APFANEWS

Open Letter to Nepali Prime Minister Jhala Nath Khanal

Published on Feb 25 2011 // Opinion

Dear Mr. Khanal,

First of all, please acknowledge my congratulations for being elected as the 34th Prime Minister of Nepal after ending the seven-month long uncertainty and vacuum for a powerful government. With your election to the executive post, all Nepali citizens have started dreaming of the safe-landing of the ongoing peace process and unveiling new statute on time. At this juncture, I am happy to convey to your government that more than 75,000 of Bhutanese refugees, who have been spending their most precious time in ramshackle huts since 19 years in the eastern region of Nepal to which you also belong to and over 40,000 resettled in various countries, have also freshly renewed their hope that their issue would get a due attention in your official tenure.

File photo: PM Khanal reads a memorandum submitted by DNC President RK Dorji/picture courtesy: Karma

Dear sir, when I am writing this letter to draw your attention towards the long-standing Bhutanese refugee issue, I must remind you about your commitment towards the ongoing democratic struggle of the Bhutanese citizens, which you had expressed during a meeting with President of the Druk National Congress, Rongthong Kunley Dorji, in last September at your residence, where I was also present. Therefore, I expect that your government would try its level best to understand expectations and sufferings of the Bhutanese people, who shall ever remain indebted for all possible supports from the government and people level.

Apparently, the ongoing third country resettlement process has transformed the whole refugee-scenario and its related aspects. Those refugees, who have already availed this opportunity, have thanked everyone involved in the process including the Government of Nepal and the United Nations High Commissioner for Refugees. However, it is not that every resettled Bhutanese is doing well or happy to be away from Nepal. Besides, a significant number of refugees want to wait in camps for repatriation, without choosing to get relocated at any cost. They want to go back to their hometowns as dignified returnees from Nepali soil and need a congenial environment for their return. Specifically, this group of refugees expects a lot from you and wants your government to open the actual doors for repatriation either by resuming the installed bilateral talks or internationalizing the issue at the earliest.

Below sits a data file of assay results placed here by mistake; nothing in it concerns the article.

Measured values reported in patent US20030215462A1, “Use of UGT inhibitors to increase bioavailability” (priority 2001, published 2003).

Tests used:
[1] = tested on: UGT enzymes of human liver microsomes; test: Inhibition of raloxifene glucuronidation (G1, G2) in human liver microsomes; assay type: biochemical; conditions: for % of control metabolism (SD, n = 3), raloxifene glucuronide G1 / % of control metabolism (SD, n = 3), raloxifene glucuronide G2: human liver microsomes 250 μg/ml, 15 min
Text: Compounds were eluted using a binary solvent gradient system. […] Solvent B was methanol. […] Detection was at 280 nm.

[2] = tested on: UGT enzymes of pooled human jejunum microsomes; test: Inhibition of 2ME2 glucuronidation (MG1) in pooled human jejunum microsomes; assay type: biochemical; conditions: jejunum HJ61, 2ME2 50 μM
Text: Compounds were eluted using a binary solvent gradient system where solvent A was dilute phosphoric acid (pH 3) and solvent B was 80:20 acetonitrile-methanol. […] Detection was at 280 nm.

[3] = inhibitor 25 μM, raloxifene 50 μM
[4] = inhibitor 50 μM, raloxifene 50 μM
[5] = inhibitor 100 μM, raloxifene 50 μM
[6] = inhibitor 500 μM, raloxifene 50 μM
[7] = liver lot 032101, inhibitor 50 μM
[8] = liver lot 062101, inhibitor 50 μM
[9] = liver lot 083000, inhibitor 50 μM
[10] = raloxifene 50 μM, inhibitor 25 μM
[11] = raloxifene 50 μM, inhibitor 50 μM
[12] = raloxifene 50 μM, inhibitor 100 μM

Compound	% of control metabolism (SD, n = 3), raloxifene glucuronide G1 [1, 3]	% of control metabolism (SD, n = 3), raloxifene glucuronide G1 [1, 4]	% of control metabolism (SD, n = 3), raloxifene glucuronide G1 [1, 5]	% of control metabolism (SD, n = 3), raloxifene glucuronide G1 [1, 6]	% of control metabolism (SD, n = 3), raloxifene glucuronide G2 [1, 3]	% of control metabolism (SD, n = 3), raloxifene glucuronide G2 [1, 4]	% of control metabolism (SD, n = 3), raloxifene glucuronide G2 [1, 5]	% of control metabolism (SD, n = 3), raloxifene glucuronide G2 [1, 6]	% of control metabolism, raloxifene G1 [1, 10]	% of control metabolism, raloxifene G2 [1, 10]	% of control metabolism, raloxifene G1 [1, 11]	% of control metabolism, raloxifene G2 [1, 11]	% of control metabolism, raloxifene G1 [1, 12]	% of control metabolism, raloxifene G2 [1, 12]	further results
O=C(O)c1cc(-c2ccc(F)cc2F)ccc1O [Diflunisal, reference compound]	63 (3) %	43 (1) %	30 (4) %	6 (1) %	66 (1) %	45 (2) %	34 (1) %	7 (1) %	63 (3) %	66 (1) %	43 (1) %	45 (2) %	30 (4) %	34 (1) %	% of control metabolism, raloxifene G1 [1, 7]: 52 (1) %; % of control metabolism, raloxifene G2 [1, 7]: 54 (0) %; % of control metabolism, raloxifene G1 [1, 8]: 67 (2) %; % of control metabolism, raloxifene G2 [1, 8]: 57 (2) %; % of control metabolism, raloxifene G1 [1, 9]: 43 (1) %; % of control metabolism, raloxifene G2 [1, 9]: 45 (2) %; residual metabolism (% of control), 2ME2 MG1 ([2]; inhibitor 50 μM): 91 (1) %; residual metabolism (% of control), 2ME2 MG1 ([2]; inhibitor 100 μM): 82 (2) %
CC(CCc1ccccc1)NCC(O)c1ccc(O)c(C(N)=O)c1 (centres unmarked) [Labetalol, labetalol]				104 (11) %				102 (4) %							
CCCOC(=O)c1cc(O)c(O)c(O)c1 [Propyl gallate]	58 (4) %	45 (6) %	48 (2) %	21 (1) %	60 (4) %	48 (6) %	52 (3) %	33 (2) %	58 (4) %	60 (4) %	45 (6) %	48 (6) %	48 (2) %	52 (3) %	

It is obvious that every change in government of a host country renews the refugees’ hope to go home with dignity and honour. And, so is the case this time as well. All previous governments assured these people that their issue would be addressed with a top priority. However, the refugees have been forced to satisfy with mere assurances at the end, and without making them feel that the governments have heard their genuine concerns. As what has been advocated by refugee leaders, it would be an appreciating step if your government could form a separate body to handle the refugee problem in Nepal so that the spirit doesn’t fade way as the government changes.

Dear sir, as over 40,000 fellow-countrymen enhance their economic status after resettlement in various resettlement countries, around 3100 asylum seekers from Bhutan have been forced to pass their days without food and facilities, as enjoyed by their friends and relatives, since they lack official recognition due to various reasons. Repeatedly, the local authority assured them of their refugee status and ration, but noting has been turned into action yet. It is well known to you that these people need urgent registration as it is not wise to keep them without any status. They have neither demanded of nationality nor want extra supports. But, they just want their status recognized so that they would be able to enjoy any of the three options –repatriation, resettlement and local integration – independently. There, I pray that your government would immediately start verifying these people and respect their fundamental rights of being recognized by an independent country like Republic Nepal.

Further, I want to inform your government that with the world’s largest resettlement under progress, the donor agencies have started reducing the size of their aid-basket. People have been forced to survive with the minimal facilities, and sometimes the supply is never regular. I must mention here with priority that medical assistance provided to the refugees is far below the expectation and requirement, most of the patients requiring expensive treatments being suggested to fill-up resettlement forms alluring them of better treatment in the resettlement countries.

Lastly, I must avail this opportunity to tell your government that refugee leaders including Tek Nath Rizal, Rongthong Kunley Dorji, and Balaram Poudel among others have been denied issuance or renewal of travel documents. Also, dozens of refugee journalists have been practicing their journalism without press accreditation since a decade as Nepal has not yet recognized their status. Therefore, I request your government to issue travel documents to ease their travel and also explore possibility to recognize refugee journalists on humanitarian grounds.

Thanking you for creating this opportunity to address you an open letter on behalf of the Bhutanese citizens in exile.

Vidhyapati Mishra
Kathmandu, Nepal

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